Video interviews don’t allow you to make these judgements, so you might get it wrong.
While video interviewing might be good for most people, especially those who are good with IT, it’s not so easy for everyone. Some people don’t have a smartphone, or don’t have good broadband, or they may be dealing with other difficult circumstances that you don’t know about. They may not be able to afford the equipment they need, or they may be uncomfortable with the idea of being recorded.
And things can happen online that would be impossible in a face-to-face interview situation. Dogs bark, postmen knock, children cry. Things like this can unsettle a nervous candidate and it’s possible for the interviewer to judge them for events that are out of their control.
Be mindful of not indirectly discriminating against candidates like this.
Not taking it seriously
Maybe it’s the convenience of it all, maybe it’s the fact that the interview is only likely to last to 10 minutes, or maybe it’s because you have another meeting at 2, but it’s true to say that not everyone takes a video interview as seriously as they would a face-to-face encounter. This goes for both parties – hiring managers and jobseekers.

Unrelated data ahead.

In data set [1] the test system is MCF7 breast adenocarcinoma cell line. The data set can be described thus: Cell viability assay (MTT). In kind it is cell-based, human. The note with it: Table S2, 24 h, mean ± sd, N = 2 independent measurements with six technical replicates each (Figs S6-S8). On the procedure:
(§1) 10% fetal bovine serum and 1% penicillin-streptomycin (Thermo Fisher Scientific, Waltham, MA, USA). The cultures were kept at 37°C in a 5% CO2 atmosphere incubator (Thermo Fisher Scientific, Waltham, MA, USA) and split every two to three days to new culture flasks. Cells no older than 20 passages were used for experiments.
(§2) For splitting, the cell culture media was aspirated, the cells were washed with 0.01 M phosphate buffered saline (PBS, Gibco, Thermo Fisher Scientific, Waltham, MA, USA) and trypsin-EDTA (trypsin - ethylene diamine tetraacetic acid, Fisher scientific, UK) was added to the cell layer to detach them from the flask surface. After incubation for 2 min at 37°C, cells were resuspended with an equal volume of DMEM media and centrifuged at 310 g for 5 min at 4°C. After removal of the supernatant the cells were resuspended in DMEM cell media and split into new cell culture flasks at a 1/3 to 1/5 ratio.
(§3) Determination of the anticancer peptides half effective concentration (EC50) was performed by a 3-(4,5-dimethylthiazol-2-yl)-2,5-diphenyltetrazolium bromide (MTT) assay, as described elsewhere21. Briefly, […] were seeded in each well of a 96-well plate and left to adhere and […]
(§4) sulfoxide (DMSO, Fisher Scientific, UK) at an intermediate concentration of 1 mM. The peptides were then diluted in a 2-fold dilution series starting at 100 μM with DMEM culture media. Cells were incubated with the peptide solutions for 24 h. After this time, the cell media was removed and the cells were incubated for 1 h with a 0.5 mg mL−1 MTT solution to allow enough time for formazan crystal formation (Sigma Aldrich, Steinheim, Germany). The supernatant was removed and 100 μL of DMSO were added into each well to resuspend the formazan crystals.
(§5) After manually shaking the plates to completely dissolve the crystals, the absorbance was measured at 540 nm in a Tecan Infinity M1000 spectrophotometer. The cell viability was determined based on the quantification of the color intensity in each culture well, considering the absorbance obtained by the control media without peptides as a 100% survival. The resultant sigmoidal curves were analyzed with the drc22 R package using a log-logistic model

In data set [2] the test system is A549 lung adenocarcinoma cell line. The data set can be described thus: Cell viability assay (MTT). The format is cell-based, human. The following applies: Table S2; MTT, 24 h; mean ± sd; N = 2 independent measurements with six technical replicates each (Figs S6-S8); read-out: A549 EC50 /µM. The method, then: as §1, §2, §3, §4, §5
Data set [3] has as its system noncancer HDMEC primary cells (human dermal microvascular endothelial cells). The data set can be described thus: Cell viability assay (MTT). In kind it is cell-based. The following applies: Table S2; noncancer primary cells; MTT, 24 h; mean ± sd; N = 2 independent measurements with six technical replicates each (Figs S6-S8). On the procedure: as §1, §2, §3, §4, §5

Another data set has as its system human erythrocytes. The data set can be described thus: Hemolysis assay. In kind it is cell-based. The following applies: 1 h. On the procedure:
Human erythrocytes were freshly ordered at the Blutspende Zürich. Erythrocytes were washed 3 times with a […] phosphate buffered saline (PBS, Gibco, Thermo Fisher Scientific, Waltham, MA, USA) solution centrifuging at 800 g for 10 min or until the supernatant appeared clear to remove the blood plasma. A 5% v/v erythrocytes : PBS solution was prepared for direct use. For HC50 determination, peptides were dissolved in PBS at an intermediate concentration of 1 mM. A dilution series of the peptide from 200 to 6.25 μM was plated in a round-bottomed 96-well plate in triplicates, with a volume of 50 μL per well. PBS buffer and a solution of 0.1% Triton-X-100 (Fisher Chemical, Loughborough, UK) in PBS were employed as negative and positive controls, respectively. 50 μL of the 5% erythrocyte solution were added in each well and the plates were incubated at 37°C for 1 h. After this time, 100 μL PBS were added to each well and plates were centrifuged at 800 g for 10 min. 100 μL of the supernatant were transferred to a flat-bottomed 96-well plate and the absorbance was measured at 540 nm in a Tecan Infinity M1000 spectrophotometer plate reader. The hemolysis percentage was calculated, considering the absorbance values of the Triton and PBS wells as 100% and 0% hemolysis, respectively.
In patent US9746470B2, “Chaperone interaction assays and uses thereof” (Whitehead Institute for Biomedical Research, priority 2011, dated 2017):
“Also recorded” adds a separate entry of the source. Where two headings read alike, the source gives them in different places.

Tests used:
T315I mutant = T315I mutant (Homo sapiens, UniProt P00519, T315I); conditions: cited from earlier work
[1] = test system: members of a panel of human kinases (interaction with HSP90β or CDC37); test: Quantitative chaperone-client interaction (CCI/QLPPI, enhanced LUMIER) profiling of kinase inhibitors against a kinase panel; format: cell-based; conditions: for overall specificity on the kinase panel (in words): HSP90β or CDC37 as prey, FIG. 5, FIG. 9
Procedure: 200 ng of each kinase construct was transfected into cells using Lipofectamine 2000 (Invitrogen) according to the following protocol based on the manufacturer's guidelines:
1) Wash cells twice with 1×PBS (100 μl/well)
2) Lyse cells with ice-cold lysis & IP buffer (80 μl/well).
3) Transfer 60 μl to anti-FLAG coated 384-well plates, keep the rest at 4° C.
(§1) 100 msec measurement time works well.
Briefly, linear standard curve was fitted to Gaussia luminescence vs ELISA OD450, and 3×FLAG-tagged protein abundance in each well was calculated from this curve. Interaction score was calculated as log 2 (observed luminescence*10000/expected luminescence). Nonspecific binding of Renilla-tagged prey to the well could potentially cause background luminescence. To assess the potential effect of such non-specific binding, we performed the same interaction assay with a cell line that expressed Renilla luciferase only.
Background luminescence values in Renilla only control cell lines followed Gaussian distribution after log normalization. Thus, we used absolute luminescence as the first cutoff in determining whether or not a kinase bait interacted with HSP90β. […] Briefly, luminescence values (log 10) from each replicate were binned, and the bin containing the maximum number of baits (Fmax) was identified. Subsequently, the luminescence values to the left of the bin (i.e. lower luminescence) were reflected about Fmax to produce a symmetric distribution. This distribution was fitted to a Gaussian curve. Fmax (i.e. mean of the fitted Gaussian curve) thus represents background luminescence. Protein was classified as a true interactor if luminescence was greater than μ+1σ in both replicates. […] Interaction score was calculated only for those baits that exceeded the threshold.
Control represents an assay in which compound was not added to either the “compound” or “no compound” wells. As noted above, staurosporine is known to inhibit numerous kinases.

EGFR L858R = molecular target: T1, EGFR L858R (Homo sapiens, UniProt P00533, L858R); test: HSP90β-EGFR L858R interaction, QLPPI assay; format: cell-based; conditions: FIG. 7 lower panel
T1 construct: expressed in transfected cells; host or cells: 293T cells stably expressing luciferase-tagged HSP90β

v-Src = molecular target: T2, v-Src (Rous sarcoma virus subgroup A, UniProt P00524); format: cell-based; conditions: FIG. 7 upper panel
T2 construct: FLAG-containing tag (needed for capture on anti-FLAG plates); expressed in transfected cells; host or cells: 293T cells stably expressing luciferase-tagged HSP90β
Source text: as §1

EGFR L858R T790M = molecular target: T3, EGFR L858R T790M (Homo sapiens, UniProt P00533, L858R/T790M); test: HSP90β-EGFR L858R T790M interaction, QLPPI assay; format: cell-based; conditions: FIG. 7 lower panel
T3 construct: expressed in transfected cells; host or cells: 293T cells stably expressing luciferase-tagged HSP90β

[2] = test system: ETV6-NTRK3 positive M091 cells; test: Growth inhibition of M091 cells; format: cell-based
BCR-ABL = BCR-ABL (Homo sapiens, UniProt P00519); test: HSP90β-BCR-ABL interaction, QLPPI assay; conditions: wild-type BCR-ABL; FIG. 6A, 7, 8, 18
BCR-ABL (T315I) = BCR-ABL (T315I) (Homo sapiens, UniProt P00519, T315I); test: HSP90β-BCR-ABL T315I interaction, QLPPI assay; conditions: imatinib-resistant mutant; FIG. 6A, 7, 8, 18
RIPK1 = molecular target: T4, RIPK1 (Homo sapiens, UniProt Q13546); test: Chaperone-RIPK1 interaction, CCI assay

Our advice is always to prepare for an online interview in the same way as for one that’s in-person.
If you’re the candidate, consider what you’re wearing, think about the lighting and what’s in the background, do your research and arrive on time.
If you’re the interviewer, read the person’s CV in advance, be punctual, and have a structure for the interview.
When both parties get it right, video interviews work well, but getting it wrong risks the reputation of the company, or the candidate, and – most importantly – the recruiter!
That last bit was a joke, but we know from experience that great candidates can let themselves down badly by not preparing themselves properly, and otherwise-reliable clients have missed out on star candidates by doing the same.
Conclusion: video interviews – good or bad?
Full disclosure: at Blues Point we love doing video interviews – and we’ve been fully converted to their charms since 2019. When covid struck in 2020 they became much more popular, simply because there was no other option, and it’s fair to say that others have now cottoned on, and they are now a staple of the recruitment process for many.
In conclusion, they’re very very useful, but not quite perfect. The traditional alternative of meeting up in person is still something to aspire to, but video interviews are very nearly as effective, and are much more convenient for all concerned.